This tipping point, which could occur within 15-25 years, will lead to the region turning into a desert if it is surpassed.

Deforested Brazilian Amazon

Guerrilla tactics and land grabbing in Brazil 

There is no theatrical fantasy epic battle in real life.  There is however a moderate form of guerilla warfare being played out over many months and years.  This battle is called ‘land grabbing.’ For decades, Brazil and surrounding countries have exported sugar cane and minerals and in recent times soya beans and beef. 

As the export market grows and brings in more profit, nefarious individuals, supported by domestic and foreign interests, burn amazon land, forcibly evict locals, and use the land for as much agricultural benefit as humanly possible.

And with good reason, both offering a means of immediate profit to the powers in the region and world powers. It seems evil from an outsider perspective, but to the power-hungry of the region and the world, it’s a no brainer.


Image of Amazon

Some areas were protected during the ’80s onwards

There was a reprieve for the natives in 1986 when they secured protection and rights to lands from the central government.  Despite this fact, Eywa’s spirit never really led back to the stolen land.  It simply meant that she protected some areas of land while others continued to be destroyed. 

The last few years have become particularly bad, many in Brazil’s established political class toppled due to corruption. 

Brazil’s indigenous people and lands are being invaded again

As Jake Sully said in one of his log entries, “Everything is backwards now, like out there is the true world, and in here is the dream.”  Sometimes the actions of presidents and leaders of the world make it feel like we are living in some sort of backwards reality. 

Brazil’s indigenous land is being invaded again but this time with the consent of Jair Bolsonaro, a new far-right president.

He gave his blessing to landowners, ranchers, loggers and farmers, and encouraged them to continue the practice of land grabbing and the destruction of the Amazon. Those warriors, trained centrally to protect the native lands, (environmental agencies) have had their numbers reduced, weapons confiscated or have been disbanded altogether since this time.

Ewya interacting with the story

The protagonist is still watching with interest from a distant land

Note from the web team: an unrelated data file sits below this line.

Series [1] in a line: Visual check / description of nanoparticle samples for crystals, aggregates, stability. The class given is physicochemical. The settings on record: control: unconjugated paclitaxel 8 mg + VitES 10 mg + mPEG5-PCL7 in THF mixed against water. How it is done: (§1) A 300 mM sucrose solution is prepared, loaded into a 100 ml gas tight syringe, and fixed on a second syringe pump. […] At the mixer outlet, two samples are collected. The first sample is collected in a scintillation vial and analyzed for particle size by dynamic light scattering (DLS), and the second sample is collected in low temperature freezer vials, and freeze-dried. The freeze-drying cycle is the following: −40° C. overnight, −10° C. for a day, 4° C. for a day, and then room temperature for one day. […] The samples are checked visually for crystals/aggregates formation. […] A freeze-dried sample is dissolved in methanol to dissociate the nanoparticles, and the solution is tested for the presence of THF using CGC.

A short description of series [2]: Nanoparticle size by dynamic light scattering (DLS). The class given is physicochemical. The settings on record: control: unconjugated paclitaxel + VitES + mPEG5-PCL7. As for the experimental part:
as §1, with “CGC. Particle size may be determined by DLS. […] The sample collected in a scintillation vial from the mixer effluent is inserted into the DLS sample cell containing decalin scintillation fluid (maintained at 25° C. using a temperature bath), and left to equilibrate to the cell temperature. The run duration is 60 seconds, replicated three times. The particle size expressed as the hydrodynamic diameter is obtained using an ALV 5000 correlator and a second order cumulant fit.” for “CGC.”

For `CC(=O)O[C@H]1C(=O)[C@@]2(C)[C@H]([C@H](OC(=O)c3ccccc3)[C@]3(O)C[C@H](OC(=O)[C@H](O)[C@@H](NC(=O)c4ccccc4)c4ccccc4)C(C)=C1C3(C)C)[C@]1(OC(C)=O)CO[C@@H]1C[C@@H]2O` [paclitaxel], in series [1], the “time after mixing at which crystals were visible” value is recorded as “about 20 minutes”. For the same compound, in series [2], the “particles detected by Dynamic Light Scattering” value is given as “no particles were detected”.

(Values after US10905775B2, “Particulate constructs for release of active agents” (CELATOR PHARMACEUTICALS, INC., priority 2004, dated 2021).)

And, like the main protagonist in our film, the enemy isn’t just the mercenary force and colony blighting the forest but it has support from a distant land. World powers and economies rely on the meat, soya and minerals that are pulled from the lands Eywa protects.  As Jake Sully says in the movie, “There’s no green there . . . They killed their mother . . . And they’re gonna do the same here.” 

70 million people still live across Americas

There is hope! Over 70 million indigenous peoples still live across the Americas. And now, more than ever, digital technology is spreading awareness of the problem native tribes in the Amazon are facing.

This awareness is what brings people like you together with organisations like One Tribe to make a difference in the way they’re contributing to the world. But defending the land/ Eywa is becoming ever more perilous for Brazil’s indigenous people.

We have our own Eywa now, spread out across 12 major rainforests across our world. She is beleaguered, the local warriors able to protect her outgunned and outmanned. And she needs a wave of guardians to protect her. Luckily for her, and just like the film, there are millions of us that can answer the call, charging through the forest to her aid. 

Our Eywa is calling and we can march to her aid 

We can buy better and make lifestyle choices that protect the world. 

We can use our eCommerce brands, agencies and businesses to help her right now. 

And we can empower indigenous tribes to win their battle against the loggers and commercial interests facing them down in their homelands. 

We can help them by funding their training and education to know how to legally and digitally win out against threats to the forest. And give them land rights or ownership to the lands they have lived on for thousands of years. Protecting the forests, and storing billions of tonnes of carbon we need to stop entering our atmosphere. 

Eywa sees you, will you choose to see her? Answer her call today. Join the tribe.